I will always reply to comments and always re-reply to re-replies.

Thursday, October 02, 2008


(apparently this "Penny-Farthing Band - German - is available for hire)

Barrett Bonden asked me about my cycle gearing in my previous posting and I said that my lowest gear was "23 inches". A non-cyclist would be justified in saying "pardon?" So I thought you might like to know the history behind this calculation.

In English speaking countries cycle gearing is usually measured in inches. You don't really need to know what these inches stand for, just that a large number makes you push harder to go faster whereas a small gear allows you to winch yourself slowly uphill.

Gear inches come from the days when geared bicycles superseded the ‘ordinary’ – now known as a penny-farthing. This had its pedals fixed directly to the front wheel and if you wanted to go faster you needed a larger one. So bicycles were rated by the diameter of this wheel. A 52inch ordinary bicycle was big and potentially fast for its time, but only a tall man could ride it.

Then the safety bicycle was invented, on which all modern bicycles are based and in which the pedals are connected to the rear wheel by a chain and gears. These make the wheel turn faster (or slower) according to the ratio of front chainwheel divided by rear sprocket. A gear ratio of 48 by 16 for example, makes the wheel turn three times for one turn of the pedals. The effect is the same as if the pedals were fixed directly to a wheel three times as big, making a 26 inch wheel equivalent to one of 78 inch diameter. Such a bicycle was said to be geared to 78 inches – that would be one heck of a tall penny-farthing!

This system may be antiquated, but referring all gearing arrangements (including hub gears) back to a simple size of directly driven wheel gives us an easy way to compare all sorts of pedal cycles.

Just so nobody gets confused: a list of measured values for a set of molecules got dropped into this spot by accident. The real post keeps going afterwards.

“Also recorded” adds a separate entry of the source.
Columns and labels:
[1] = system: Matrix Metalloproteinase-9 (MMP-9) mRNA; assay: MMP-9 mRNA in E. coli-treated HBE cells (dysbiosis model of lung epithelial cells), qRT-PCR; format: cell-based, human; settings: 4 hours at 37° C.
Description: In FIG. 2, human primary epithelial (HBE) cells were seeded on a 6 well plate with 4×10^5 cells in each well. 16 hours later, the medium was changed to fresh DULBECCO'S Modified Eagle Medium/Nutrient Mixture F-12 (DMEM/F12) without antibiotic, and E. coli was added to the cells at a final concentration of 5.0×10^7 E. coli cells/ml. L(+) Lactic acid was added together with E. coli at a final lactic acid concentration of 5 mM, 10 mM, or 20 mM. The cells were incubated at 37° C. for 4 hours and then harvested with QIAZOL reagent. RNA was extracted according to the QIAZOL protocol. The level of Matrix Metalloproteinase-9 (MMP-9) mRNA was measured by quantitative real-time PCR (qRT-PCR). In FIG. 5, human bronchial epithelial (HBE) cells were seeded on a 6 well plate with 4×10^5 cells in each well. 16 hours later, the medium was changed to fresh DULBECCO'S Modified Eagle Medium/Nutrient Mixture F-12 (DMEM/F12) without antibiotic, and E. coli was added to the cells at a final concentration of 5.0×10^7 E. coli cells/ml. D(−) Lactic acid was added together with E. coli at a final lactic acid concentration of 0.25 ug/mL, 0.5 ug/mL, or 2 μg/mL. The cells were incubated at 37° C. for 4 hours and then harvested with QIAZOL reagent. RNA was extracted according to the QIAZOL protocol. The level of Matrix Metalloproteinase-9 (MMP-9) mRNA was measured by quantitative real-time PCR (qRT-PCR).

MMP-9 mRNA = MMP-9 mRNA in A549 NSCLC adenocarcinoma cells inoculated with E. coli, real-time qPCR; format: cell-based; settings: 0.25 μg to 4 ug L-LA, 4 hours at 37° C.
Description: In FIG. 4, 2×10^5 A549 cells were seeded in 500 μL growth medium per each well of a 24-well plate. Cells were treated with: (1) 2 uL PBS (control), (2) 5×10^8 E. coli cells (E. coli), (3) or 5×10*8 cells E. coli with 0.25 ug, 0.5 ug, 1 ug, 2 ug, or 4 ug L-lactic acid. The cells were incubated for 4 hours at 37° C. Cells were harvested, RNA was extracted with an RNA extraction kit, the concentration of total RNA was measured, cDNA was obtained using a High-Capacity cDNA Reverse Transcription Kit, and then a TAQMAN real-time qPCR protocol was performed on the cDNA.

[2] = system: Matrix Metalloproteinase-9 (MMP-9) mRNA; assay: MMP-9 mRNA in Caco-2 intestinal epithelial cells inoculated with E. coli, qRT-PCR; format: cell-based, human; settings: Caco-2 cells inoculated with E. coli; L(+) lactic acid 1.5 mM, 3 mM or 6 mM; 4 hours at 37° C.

To calculate gear size you enter the diameter (in inches - or metric people could enter it in cms) of the actual wheel, and the numbers of teeth on the front chainwheel and rear sprocket, into the following formula:
Gear = Wheel × Chainwheel ÷ Sprocket

Not a lot of people knew that! But now you do. My lowest gear (23 inches or 58 cm)would have me riding an old penny-farthing with a front wheel that size - it would be like a small child's bike!


Granny J said...

That's a great picture you got there, avus! Also: I like your clock up in the right hand corner; it's good to know what time it is elsewhere in the world. Unlike many folks, I have to do the figuring everytime when I want to call my bro down in OZ. Guess you have the same problem.

Avus said...

I know what you mean Granny and that's exactly why I put the clock in. For me Western Oz is GMT plus 7 or 8 hours depending on our summertime settings)

Lee said...

Well, thank you. It all makes sense when someone who knows what they are talking about explains it!

Barrett Bonden said...

Thanks for this. It's very much in my bailwick and I intend to create a link via my next post.

And thanks for correcting my Woolpack booboo. Which deftly makes the point that one is better informed if one travels by bike than by car.